Please Respect My Boundaries as a Person With a Disability
I let go of my crutch and reached for the door of a trendy coffee shop in downtown Vancouver. I paused to look in through the glass-filled door to take a peek in the highly anticipated coffee shop to see if my friend had already arrived. Inches from the handle, a hand swept over to grab the door.
“Let me help you,” he said.
“I am fine,” I insisted.
“No, no let me help you,” and the door swung open.
He was trying to be kind, but I told him no.
After studying for a few hours, I went to ask about a glass of water. I missed the water station and asked the barista for a refill. He let me know the water was in the corner. I turned to go fill up my glass when he glanced down. He saw my legs. He took my glass out of my hand and insisted he would do it for me.
I needed water, not help.
A mother with a group of pre-teen girls were acting admittedly terrible. The mother saw me pass them, because even with the use of forearm crutches and janky legs I was faster than them. The mother motioned in my direction and told the young girls to be thankful.
“My life is great.”
I am not sure she believed me.
This is a plea for you to respect my life and boundaries. I have no issues asking for help if I need it, but I am earnest when I tell you it is not often. I would benefit more from a chat to help verbally process the frustrations any normal 20-something experiences than assistance opening a door.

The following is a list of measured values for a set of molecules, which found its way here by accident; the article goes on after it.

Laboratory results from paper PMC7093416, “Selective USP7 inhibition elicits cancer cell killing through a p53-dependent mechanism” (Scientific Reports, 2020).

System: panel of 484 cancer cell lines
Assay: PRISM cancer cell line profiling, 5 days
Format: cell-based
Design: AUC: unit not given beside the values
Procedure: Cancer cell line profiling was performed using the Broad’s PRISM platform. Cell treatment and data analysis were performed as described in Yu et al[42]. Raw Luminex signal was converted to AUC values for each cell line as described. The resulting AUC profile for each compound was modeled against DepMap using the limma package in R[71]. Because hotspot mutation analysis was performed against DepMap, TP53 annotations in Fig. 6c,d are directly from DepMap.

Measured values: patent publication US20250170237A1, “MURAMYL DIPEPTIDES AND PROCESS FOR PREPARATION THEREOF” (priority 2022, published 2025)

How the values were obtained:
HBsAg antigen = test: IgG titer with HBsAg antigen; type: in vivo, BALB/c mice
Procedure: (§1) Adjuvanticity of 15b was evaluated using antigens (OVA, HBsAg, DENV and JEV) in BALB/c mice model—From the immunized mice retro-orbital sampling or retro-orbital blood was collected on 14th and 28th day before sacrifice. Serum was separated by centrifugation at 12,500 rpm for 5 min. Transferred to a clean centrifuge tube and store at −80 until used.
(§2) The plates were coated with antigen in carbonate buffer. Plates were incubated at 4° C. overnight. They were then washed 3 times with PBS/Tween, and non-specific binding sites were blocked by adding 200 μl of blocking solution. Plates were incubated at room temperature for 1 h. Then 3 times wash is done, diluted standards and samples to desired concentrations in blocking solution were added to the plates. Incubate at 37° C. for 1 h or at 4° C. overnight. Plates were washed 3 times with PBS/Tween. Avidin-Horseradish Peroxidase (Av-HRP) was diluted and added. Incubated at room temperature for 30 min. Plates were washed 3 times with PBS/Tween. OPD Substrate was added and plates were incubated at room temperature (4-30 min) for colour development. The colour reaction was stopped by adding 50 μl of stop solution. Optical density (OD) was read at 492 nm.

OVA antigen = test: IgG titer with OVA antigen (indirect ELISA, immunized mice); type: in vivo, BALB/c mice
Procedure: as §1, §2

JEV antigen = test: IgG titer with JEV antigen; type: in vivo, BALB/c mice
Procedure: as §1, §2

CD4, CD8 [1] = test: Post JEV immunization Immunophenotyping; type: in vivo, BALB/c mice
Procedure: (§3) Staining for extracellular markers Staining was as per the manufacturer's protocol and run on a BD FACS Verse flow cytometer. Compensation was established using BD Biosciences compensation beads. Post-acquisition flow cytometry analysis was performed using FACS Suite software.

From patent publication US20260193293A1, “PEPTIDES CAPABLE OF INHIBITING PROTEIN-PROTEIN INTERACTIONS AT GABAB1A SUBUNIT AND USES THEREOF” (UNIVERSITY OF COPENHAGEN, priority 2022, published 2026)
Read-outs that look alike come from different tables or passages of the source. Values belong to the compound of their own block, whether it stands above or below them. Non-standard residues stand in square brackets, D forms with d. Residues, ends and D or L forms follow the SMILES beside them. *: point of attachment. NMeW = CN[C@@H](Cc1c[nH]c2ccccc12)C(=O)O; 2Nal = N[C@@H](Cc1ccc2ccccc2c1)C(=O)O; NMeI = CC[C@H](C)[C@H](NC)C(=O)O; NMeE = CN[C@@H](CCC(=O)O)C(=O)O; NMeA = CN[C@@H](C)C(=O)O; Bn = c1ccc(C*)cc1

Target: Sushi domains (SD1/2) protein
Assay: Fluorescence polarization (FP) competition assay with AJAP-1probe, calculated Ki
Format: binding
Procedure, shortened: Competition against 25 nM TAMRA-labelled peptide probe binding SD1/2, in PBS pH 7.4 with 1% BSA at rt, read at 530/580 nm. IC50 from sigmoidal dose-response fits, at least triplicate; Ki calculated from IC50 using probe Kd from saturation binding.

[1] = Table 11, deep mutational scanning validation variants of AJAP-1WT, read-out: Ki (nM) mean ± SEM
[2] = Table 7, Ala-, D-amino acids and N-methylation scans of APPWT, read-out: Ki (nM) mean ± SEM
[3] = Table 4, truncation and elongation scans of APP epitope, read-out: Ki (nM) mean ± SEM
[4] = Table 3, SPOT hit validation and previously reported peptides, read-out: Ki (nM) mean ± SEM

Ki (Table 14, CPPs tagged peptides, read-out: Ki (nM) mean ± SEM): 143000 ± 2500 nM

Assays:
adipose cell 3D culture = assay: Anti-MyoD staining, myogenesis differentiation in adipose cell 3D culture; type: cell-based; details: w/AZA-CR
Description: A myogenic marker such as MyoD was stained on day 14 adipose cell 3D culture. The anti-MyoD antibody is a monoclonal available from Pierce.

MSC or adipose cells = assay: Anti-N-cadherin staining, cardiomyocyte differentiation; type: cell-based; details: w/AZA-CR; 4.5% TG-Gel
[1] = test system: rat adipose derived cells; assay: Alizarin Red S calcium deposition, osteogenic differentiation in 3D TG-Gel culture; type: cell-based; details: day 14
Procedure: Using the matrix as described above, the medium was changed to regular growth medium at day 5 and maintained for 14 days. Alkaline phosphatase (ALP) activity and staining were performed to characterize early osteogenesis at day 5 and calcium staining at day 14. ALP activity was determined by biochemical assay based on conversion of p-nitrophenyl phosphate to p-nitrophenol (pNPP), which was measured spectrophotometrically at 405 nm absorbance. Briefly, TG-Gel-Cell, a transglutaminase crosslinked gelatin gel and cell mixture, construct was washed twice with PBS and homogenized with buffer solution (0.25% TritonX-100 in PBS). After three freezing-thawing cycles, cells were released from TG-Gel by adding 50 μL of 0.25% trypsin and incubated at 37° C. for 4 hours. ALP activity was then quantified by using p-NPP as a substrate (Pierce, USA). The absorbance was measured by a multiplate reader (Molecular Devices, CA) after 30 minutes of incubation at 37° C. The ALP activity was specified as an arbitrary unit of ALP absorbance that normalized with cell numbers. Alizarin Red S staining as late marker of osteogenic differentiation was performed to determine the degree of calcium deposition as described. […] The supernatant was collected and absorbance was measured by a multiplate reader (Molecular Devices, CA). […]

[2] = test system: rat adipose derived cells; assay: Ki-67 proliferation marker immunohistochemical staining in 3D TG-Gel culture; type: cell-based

I have lived in this body my whole life and while I was not diagnosed with a neurological disorder until 10, I have spent over a decade adjusting. It gets the job done. I can assure you that dealing with the negative stigmas attached to it is far more difficult.
What you may not understand seeing me at a passing glance is that I am a full-time university student, work two jobs and volunteer on a regular basis. I am a fully-functioning member of society. It is ableist to assume I am any less.
I will shout it until it isn’t shocking that your teacher is in a wheelchair or your doctor is medically complex. It is time to raise our expectations for those with disabilities. Sometimes that means championing a little girl who wants to be a journalist — or allowing me to open my own door.
When I was relearning to walk the last time, as I was being released from the program my doctor told me, “CRPS is not a reason not to do something. You taught yourself to walk. There is nothing you can’t do.”
I think she is right.
Getty image by Apeyron.